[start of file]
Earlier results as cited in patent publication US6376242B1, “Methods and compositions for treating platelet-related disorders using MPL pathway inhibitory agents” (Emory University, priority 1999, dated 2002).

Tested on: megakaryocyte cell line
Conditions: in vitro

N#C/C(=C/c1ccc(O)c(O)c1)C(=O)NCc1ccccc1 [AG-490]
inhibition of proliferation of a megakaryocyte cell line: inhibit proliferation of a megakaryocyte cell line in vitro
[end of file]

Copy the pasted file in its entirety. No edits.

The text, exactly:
Earlier results as cited in patent publication US6376242B1, “Methods and compositions for treating platelet-related disorders using MPL pathway inhibitory agents” (Emory University, priority 1999, dated 2002).

Tested on: megakaryocyte cell line
Conditions: in vitro

N#C/C(=C/c1ccc(O)c(O)c1)C(=O)NCc1ccccc1 [AG-490]
inhibition of proliferation of a megakaryocyte cell line: inhibit proliferation of a megakaryocyte cell line in vitro